Brian G. Najapfour is pastor of Dutton United Reformed Church, Caledonia, Michigan, co-editor of Taking Hold of God: Reformed and Puritan Perspectives on Prayer (2011), and author of The Very Heart of Prayer: Reclaiming John Bunyan’s Spirituality (2012).
“Brian Najapfour weaves together a beautiful tapestry of theology and piety, of doctrine and devotion, from the life, sermons and writings of Jonathan Edwards. You’ll end up knowing much more about this godly man; but, if you follow his example, you’ll end up knowing even more about God.” — Dr. David P. Murray, Professor of Old Testament and Practical Theology, Puritan Reformed Theological Seminary
“Thomas Shepard, the Harvard man, once quipped that there are times in his life when he’d rather die than pray. No doubt we sometimes feel this way. This book on the man from Yale by Brian Najapfour will help remedy the problem of prayerlessness. For that reason alone I am grateful for this enjoyable read on the prayer life of Jonathan Edwards.” — Dr. Mark Jones, Minister of Faith Presbyterian Church (PCA), Vancouver, British Columbia and Research Associate, University of the Free State, Bloemfontein, South Africa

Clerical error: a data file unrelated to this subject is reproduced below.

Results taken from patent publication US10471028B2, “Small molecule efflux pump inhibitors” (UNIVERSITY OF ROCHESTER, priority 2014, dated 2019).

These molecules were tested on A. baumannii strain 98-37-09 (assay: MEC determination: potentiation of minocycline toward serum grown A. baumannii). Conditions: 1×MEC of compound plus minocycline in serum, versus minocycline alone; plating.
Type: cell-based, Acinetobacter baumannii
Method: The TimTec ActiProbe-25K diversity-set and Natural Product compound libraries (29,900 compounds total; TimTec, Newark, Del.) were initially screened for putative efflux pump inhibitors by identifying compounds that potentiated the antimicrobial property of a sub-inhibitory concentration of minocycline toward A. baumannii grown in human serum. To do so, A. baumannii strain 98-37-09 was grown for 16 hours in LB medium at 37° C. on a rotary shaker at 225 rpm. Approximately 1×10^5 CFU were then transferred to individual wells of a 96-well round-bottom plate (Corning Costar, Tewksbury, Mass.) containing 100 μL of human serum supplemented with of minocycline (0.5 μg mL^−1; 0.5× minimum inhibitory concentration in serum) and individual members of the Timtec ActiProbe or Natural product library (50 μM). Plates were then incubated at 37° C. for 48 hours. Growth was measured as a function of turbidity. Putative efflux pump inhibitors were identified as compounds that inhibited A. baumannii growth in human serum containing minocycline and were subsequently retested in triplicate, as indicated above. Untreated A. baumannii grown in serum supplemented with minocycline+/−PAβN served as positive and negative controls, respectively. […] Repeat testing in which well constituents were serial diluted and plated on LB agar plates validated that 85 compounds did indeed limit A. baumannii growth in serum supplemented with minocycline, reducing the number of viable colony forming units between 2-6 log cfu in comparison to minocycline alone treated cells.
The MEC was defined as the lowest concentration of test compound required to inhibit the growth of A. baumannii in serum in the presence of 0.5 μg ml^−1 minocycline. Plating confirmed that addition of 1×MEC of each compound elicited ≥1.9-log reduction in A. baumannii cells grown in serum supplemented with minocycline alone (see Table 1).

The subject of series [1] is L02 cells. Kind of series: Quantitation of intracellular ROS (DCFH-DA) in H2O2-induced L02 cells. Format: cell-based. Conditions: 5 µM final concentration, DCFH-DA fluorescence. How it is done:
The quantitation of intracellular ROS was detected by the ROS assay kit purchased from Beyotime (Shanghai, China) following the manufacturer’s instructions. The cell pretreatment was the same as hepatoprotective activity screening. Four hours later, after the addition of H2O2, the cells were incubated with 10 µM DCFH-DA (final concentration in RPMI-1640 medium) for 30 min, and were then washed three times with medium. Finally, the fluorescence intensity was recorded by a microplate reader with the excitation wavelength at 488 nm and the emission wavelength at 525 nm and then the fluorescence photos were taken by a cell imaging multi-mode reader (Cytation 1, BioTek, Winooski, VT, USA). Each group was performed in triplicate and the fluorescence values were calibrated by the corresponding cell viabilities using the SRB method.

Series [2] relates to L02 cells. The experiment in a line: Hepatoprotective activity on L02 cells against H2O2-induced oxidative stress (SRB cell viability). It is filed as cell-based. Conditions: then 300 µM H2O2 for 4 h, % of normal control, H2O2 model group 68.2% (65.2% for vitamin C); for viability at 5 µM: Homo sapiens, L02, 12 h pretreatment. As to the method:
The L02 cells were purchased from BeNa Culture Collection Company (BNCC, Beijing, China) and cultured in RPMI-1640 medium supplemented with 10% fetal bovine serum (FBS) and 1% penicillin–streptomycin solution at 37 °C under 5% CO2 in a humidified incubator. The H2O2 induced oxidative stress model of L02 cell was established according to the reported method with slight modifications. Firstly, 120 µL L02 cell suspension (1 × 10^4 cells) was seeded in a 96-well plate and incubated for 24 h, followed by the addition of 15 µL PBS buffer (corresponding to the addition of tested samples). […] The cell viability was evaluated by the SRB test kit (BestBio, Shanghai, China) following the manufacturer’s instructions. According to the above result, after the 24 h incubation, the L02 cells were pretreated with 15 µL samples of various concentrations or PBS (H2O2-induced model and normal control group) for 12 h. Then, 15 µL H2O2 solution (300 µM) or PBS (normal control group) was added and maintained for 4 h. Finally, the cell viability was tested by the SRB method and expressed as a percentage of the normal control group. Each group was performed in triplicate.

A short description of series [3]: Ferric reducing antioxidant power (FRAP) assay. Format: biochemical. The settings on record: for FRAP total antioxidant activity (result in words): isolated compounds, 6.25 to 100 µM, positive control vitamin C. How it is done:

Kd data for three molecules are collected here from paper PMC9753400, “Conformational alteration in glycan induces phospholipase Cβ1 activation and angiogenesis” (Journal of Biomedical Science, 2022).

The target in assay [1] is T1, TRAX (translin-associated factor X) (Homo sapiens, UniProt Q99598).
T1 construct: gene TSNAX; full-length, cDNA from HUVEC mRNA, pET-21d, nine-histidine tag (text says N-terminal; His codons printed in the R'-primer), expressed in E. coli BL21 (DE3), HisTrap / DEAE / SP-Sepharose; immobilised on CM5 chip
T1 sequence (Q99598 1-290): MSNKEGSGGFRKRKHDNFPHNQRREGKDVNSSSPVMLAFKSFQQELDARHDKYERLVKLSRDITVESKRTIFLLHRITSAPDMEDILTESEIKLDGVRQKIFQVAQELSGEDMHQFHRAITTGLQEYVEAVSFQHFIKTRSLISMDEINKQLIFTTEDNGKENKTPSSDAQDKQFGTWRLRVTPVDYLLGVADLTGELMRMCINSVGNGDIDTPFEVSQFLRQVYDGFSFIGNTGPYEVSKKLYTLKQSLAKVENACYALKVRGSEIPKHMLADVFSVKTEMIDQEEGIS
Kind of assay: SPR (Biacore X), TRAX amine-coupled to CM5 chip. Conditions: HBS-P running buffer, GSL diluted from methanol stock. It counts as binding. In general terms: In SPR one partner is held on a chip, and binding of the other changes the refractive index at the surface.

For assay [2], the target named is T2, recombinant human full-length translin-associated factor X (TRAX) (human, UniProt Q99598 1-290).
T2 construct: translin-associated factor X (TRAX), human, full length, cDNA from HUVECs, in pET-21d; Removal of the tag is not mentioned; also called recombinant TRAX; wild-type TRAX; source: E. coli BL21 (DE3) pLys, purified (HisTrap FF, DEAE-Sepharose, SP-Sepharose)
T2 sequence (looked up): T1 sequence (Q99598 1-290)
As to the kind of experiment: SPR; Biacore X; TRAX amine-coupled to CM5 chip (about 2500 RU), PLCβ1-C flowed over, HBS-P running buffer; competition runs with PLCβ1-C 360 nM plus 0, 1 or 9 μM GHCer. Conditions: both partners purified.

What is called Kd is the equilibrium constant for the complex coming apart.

“In giving Jonathan Edwards to the church, God did her an inestimable favor. In giving Jonathan Edwards to the reader, Brian Najapfour has done the Christian a great favor. Edwards rightly stands at the fountainhead of a great theological tradition. The depth of Edwards’ theology, however, often overwhelms the uninitiated. In response, the reader turns to shallower streams and dies instead of theological thirst. The great riches of Edwards await those who will swim against the current. Those who persevere find not only the majesty of his thought on such great doctrines as the will and sin. They find on the far shores of their efforts the gems, ideas and doctrines directly related to God’s call upon every Christian. Edwards’ theology of prayer is such a gem. Given the chance, Jonathan Edwards and this volume, Jonathan Edwards: His Doctrine of & Devotion to Prayer, promise to change the way we pray.” — Dr. Peter Beck, Assistant Professor of Religion, Charleston Southern University